Elite law firms and the Mafia would appear to be worlds apart. Biglaw firms represent all sorts of unsavory characters, but these clients tend to steal using computers rather than cudgels. When you wear white shoes, you don’t want to get them splattered with blood.

But there are commonalities. Both Biglaw and Big Crime are large and lucrative enterprises. They’re intensely hierarchical and often ruthless.

There are cultural similarities as well. As noted in these pages by lawyer turned therapist Will Meyerhofer, “Some big law firms are like the mob. They do ugly things, but prefer to avoid ‘ugliness.’” Instead, there’s a lot of indirection and passive-aggressiveness.

So perhaps it shouldn’t be surprising to learn that a leading defense lawyer to Mob figures has joined “the family” — the Biglaw family, that is….

We noted the news in Morning Docket. Here’s a report from Peter Lattman over at DealBook:

In his celebrated career as a criminal defense lawyer, Gerald Shargel has represented Mafia bosses, corrupt politicians and celebrities in hot water, while trying more than 125 jury trials along the way.

Now, four decades after hanging out his own shingle, Mr. Shargel has closed the law offices of Gerald L. Shargel L.L.P. and on Monday will announce that he is joining the corporate law firm Winston & Strawn as a partner in its New York office.

“I’ve always practiced law on a narrow platform of a sole practitioner,” said Mr. Shargel, 68. “It’s time to try something different and expand my horizons.”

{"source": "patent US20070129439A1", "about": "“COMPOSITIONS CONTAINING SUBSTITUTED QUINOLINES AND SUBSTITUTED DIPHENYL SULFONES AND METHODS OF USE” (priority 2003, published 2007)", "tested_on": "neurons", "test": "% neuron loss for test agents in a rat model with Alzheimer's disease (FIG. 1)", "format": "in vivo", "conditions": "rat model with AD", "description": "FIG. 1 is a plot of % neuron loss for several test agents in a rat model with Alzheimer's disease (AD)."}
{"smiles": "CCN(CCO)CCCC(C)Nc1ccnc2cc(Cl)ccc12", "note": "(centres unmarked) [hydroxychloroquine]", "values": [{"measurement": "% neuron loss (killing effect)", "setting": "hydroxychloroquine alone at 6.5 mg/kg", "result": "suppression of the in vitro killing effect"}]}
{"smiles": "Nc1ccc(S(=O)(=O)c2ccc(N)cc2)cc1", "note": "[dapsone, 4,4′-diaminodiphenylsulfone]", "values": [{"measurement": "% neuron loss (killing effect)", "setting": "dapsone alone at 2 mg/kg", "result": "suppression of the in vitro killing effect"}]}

Biglaw practice will certainly be different. Shargel shouldn’t expect another 125 jury trials while at Winston.

On the bright side, though, Shargel will be relieved of the hassles of running his own firm:

Mr. Shargel, who is bringing his three junior lawyers and a paralegal with him, said he plans to expand his practice to civil litigation. His move, he said, was in part driven by his having grown tired with the administrative burden of running his own firm, and that Winston & Strawn had the infrastructure, reputation and resources to support his caseload.

From Winston’s perspective, this looks like a win. Seth Farber, head of litigation in New York, praised Shargel’s skills and background as fitting the firm’s focus on taking tough cases to trial and prevailing. And hiring Shargel and his team continues Winston’s expansion of its litigation practice in New York. Last year, Winston snagged star litigator Jeffrey Kessler and a slew of other refugees from Dewey & LeBoeuf, about 60 to 70 lawyers in all.

Even though Winston is thrilled to have Shargel on board, Winston might not want all of his clients. Shargel made his name representing such infamous organized-crime figures as John A. Gotti and Salvatore “Sammy the Bull” Gravano. Clients at Winston generally don’t have middle names inside quotation marks, except for ones like “Chip” or “Tripp.”

Criminal Defense Lawyer Closes Office to Join a Big Firm [DealBook / New York Times]

Earlier: A Little Chat
Dewey Know Where the Firm Leaders Are Going? Heads of Departments Head for the Exits
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